When I took on the role as Chair of the Shambhala Community Relations Committee, I was committed to support the Sakyong Mipham Rinpoche vision of creating an enlightened society. This vision offers possibilities for a radical paradigm shift – not a utopia, but a culture in which life’s challenges are met with kindness, generosity and courage. In order for this to manifest, we must be genuine to ourselves and others (all peoples). In order for us to be genuine, we must become aware of what keeps us separate. What better way to dissolve this level of separateness but to discuss what keeps us divided.
In this world, what keeps us separate from one another are false notions regarding race, gender, sexual orientation, economics, political affiliations and more…We must begin to become authentically educated on cultures, races, and all that I previously mentioned and most importantly listen to each other. What better way than to start with conversations that are authentic and matters that are important to all people in all communities. We call this Radical Conversation which allows for change in our view, therefore allowing change in the way we connect to the world. As Rev Angel Kyodo William states, “Without inner change, there can be no outer change, without collective change, no change matters.”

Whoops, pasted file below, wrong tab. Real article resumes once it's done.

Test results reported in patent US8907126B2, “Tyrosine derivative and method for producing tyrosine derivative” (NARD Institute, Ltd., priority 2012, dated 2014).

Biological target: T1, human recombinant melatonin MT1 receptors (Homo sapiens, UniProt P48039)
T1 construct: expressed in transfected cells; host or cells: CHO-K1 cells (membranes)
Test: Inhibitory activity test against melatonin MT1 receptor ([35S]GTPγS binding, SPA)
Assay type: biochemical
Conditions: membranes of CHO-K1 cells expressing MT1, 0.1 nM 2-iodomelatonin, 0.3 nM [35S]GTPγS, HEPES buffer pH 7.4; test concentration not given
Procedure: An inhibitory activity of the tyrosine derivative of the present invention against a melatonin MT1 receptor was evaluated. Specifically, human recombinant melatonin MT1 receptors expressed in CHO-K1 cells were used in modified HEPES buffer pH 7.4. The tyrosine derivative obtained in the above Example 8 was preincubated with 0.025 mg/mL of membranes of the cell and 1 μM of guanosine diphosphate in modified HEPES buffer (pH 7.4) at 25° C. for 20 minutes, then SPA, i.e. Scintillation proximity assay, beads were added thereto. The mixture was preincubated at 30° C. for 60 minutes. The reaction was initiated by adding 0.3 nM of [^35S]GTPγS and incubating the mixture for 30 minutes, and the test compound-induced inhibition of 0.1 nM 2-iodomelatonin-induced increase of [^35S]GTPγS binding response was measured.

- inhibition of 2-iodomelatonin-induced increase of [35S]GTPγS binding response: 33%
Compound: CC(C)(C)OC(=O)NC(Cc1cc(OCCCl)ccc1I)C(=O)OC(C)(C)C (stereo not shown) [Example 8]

The Community Relations Committee is one of the perfect vehicle for providing tools for change-community connectedness. Our methodology is through social engagement and inclusive community building. We do this by having Radical Conversations –bringing in leaders in the communities who advocate on these community matters such as Black Lives Matter, Social Justice; Diversity and Inclusion, Economic Disparity. We have formed groups such as the People of Color Sangha; and Becoming an Ally: A Contemplative Approach to Examining White Privilege and support the Shambhala’s Queer Dharma group.
We also educate through the Arts, bringing creativity to communicate change or connection to all people and all things. Most recently, we partnered with the USDAC to host a workshop on creating Social Justice through the Arts. We have hosted many other activities centered around the Arts and Cultures.
As I look at what is next, I see 2016-2017 has been focused on looking at what keeps us separated;2018-2019 will be focused on possible solutions for authentic community connections.
I look forward to seeing each of you at our events, and I promise you, that you will leave enriched and open to possibility. Thank you.
Chair-Community Relations Committee
Shambhala Meditation Center of Atlanta